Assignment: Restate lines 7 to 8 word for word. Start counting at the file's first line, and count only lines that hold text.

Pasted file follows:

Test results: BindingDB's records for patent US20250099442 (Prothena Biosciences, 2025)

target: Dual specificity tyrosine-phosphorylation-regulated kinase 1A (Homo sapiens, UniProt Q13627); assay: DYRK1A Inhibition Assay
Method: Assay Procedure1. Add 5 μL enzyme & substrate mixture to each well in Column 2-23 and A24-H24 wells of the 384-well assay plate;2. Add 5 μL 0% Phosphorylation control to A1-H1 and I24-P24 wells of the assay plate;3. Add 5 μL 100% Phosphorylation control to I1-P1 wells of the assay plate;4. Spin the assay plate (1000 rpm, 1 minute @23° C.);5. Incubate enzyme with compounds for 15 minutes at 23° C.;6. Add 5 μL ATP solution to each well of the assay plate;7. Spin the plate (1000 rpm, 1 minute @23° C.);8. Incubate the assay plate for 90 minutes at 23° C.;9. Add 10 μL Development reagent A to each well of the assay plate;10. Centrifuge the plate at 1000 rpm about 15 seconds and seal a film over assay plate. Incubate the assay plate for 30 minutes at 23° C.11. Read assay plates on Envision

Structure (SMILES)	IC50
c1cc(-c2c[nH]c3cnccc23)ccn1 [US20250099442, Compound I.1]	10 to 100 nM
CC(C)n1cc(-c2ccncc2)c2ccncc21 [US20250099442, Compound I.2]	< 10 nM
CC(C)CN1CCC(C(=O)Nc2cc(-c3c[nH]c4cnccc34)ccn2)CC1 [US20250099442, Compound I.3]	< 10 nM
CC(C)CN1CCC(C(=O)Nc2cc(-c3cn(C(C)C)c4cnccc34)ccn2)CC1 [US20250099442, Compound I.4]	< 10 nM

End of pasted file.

CC(C)CN1CCC(C(=O)Nc2cc(-c3c[nH]c4cnccc34)ccn2)CC1 [US20250099442, Compound I.3]	< 10 nM
CC(C)CN1CCC(C(=O)Nc2cc(-c3cn(C(C)C)c4cnccc34)ccn2)CC1 [US20250099442, Compound I.4]	< 10 nM